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tion, as a blasphemy against the Holy Ghost, and declared not only the guilt, but the punishment of so black a crime. At the same time he condescended to show the vanity and emptiness of this objection against his miracles, by representing that they evidently tended to the destruction of those powers, to whose assistance the enemies of his doctrine then ascribed them. An argument, which, if duly weighed, renders the objection so very frivolous and groundless, that we may venture to call it even blasphemy against common sense. Would magic endeavour to draw off the minds of men from the worship which was paid to stocks and stones, to give them an abhorrence of those evil spirits who rejoiced in the most cruel sacrifices, and in offerings of the greatest impurity; and, in short, to call upon mankind to exert their whole strength in the love and adoration of that one Being, from whom they derived their existence, and on whom only they were taught to depend every moment for the happiness and continuance of it? Was it the business of magic to humanize our natures with compassion, forgiveness, and all the instances of the most extensive charity? Would evil spirits contribute to make men sober, chaste, and temperate, and in a word to produce that reformation, which was wrought in the moral world by those doctrines of our Saviour, that received their sanction from his miracles? Nor is it possible to imagine, that evil spirits would enter into a combination with our Saviour to cut off all their correspondence and intercourse with mankind, and to prevent any for the future from addicting themselves to those rites and ceremonies, which had done them so much honour. We see the early effect which Christianity had on the minds of men in this particular, by that number

of books, which were filled with the secrets of magic, and made a sacrifice to Christianity by the converts mentioned in the acts of the Apostles. We have likewise an eminent instance of the inconsistency of our religion with magic, in the history of the famous Aquila. This person, who was kinsman of the Emperor Trajan, and likewise a man of great learning, notwithstanding he had embraced Christianity, could not be brought off from the studies of magic, by the repeated admonitions of his fellow Christians : so that at length they expelled him their society, as rather choosing to lose the reputation of so considerable a proselyte, than communicate with one who dealt in such dark and infernal practices. Besides, we may observe, that all the favourers of magic were the most professed and bitter enemies to the Christian religion. Not to mention Simon Magus and many others, I shall only take notice of those two great persecutors of Christianity, the Emperor Adrian, and Julian the apostate, both of them initiated in the mysteries of divination, and skilled in all the depths of magic. I shall only add, that evil spirits cannot be supposed to have concurred in the establishment of a religion, which triumphed over them, drove them out of the places they possessed, and divested them of their influence on mankind ; nor would I mention this particular, though it be unanimously reported by all the ancient Christian authors, did it not appear from the authorities above cited, that this was a fact confessed by Heathens themselves.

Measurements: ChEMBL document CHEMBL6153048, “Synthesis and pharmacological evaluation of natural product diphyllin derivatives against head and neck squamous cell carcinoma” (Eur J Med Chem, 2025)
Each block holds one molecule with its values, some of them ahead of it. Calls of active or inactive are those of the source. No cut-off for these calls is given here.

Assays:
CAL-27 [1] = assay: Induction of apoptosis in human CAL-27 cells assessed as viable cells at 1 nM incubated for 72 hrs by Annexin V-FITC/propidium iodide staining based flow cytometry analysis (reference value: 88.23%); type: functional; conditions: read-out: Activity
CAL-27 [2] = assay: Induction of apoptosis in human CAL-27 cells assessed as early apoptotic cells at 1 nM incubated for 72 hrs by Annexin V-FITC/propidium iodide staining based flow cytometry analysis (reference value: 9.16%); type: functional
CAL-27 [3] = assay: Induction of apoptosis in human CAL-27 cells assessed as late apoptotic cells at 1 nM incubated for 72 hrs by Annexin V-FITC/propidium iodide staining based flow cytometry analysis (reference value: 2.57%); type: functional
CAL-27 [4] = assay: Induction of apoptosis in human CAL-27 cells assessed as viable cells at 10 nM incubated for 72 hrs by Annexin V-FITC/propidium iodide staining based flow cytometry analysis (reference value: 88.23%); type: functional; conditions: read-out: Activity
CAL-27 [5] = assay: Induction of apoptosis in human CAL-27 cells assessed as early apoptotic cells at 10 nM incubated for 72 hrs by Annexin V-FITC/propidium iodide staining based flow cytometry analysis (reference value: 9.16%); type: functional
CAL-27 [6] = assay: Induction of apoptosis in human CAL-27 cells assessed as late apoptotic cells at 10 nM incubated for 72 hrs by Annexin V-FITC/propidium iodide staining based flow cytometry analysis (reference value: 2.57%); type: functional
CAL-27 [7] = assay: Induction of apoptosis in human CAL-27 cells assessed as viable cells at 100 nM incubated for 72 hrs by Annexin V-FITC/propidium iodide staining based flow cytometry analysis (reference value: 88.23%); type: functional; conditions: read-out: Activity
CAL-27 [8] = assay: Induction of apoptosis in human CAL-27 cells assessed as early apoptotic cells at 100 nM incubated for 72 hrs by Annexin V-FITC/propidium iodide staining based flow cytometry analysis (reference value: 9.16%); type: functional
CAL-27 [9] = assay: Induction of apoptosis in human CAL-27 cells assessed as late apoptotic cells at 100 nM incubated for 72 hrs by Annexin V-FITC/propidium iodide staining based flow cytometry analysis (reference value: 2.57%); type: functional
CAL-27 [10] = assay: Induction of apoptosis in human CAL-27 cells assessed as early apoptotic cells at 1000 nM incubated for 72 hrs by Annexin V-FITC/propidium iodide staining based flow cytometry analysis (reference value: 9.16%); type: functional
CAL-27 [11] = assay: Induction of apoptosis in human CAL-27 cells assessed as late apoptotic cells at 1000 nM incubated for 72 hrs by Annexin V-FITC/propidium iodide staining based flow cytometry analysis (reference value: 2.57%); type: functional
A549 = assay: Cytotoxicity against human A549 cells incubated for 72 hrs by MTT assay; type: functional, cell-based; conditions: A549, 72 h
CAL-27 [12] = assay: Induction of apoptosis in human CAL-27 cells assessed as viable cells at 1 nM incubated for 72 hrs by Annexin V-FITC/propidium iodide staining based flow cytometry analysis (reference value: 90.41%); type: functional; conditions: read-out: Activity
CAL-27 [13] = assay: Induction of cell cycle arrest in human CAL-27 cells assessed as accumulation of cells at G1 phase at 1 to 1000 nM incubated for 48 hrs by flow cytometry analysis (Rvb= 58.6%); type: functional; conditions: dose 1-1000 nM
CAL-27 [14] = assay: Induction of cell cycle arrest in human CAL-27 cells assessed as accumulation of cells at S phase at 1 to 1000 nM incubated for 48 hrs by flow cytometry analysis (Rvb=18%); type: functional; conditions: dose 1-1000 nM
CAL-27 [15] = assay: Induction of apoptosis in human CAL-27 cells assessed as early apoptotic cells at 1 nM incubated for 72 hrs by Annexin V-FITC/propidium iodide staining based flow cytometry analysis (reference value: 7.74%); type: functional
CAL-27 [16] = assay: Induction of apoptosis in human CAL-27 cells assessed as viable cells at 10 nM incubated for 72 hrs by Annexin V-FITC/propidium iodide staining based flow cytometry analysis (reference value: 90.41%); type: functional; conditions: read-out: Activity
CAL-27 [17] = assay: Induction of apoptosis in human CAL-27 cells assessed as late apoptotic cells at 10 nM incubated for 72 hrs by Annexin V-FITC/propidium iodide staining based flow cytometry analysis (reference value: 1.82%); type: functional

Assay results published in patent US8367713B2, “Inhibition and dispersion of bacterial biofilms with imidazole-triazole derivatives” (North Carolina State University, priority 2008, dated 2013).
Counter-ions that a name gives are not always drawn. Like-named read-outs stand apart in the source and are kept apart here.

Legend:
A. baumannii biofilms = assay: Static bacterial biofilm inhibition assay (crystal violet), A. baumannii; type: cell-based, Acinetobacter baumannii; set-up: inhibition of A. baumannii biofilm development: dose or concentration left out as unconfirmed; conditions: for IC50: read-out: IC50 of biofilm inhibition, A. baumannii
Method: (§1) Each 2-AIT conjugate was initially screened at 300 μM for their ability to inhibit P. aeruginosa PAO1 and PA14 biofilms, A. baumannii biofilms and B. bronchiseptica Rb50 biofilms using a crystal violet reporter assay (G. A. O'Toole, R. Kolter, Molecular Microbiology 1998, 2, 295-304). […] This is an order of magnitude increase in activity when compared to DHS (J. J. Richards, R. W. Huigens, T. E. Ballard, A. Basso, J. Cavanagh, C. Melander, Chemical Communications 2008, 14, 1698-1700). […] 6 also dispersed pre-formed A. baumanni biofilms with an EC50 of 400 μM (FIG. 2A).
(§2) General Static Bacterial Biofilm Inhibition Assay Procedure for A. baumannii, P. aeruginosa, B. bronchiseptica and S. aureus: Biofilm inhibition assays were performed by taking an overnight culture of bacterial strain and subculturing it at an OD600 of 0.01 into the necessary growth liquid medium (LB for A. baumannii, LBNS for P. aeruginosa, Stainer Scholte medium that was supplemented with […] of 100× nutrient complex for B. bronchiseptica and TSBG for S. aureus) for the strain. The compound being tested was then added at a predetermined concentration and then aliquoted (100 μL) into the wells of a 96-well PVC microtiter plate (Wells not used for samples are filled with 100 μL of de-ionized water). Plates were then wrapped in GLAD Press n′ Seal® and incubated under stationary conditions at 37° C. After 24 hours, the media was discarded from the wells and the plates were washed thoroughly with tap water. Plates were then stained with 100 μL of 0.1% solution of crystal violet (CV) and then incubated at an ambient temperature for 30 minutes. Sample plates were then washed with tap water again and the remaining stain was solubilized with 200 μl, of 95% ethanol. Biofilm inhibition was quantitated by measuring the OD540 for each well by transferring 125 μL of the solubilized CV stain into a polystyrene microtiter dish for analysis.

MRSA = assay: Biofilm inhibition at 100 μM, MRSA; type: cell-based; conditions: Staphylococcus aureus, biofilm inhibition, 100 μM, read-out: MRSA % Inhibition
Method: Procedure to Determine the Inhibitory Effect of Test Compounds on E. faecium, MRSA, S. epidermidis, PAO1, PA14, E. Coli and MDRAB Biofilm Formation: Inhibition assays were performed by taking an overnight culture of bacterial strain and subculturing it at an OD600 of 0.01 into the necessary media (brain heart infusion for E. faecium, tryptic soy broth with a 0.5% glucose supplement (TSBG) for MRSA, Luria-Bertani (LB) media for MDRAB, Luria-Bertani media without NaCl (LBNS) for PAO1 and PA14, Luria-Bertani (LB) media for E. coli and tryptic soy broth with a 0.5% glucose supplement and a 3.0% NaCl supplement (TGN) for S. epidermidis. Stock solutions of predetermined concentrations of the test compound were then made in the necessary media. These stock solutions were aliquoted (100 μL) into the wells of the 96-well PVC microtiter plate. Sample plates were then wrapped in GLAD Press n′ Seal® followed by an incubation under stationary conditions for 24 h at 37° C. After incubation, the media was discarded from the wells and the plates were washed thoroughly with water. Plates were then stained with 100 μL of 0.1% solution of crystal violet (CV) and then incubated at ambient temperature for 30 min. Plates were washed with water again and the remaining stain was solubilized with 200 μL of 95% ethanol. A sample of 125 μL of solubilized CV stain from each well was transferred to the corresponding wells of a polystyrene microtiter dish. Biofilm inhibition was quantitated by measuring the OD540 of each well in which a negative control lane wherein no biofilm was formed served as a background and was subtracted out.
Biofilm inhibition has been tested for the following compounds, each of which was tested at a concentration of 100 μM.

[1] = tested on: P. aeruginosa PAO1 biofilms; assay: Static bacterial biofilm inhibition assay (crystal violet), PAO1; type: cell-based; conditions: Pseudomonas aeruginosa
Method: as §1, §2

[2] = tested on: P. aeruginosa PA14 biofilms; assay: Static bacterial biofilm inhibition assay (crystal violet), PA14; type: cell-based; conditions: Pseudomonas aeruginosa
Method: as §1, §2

V. We now see what a multitude of Pagan testimonies may be produced for all those remarkable passages, which might have been expected from them : and indeed of several, that, I believe, do more than answer your expectation, as they were not subjects in their own nature so exposed to public notoriety. It cannot be expected they should mention particulars, which were transacted amongst the disciples only, or among some few even of the disciples themselves; such as the transfiguration, the agony in the garden, the appearance of Christ after his resurrection, and others of the like nature. It was impossible for a Heathen author to relate these things; because if he had believed them, he would no longer have been a Heathen, and by that means his testimony would not have been thought of so much validity. Besides, his very report of facts, so favourable to Christianity, would have prompted men to say that he was probably tainted with their doctrine. We have a parallel case in Hecatæus, a famous Greek historian, who had several passages in his book conformable to the history of the Jewish writers, which when quoted by Josephus, as a confirmation of the Jewish history, when his Heathen adversaries could give no other answer to it, they would needs suppose that Hecatæus was a Jew in his heart, though they had no other reason for it, but because his history gave greater authority to the Jewish than the Egyptian records.